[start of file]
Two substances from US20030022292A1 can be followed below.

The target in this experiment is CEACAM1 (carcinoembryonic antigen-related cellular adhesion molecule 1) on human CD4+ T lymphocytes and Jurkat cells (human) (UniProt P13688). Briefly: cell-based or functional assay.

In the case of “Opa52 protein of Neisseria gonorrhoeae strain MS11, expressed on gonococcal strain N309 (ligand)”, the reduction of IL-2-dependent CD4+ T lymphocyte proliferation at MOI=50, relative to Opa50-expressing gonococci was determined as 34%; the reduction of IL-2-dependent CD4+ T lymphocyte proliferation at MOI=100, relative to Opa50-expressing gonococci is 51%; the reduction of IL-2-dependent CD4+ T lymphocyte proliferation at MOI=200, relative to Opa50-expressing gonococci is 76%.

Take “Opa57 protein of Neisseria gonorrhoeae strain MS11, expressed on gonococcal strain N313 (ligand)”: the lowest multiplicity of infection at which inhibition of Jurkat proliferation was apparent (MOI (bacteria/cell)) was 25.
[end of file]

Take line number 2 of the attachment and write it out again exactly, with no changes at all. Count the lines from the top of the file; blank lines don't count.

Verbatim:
The target in this experiment is CEACAM1 (carcinoembryonic antigen-related cellular adhesion molecule 1) on human CD4+ T lymphocytes and Jurkat cells (human) (UniProt P13688). Briefly: cell-based or functional assay.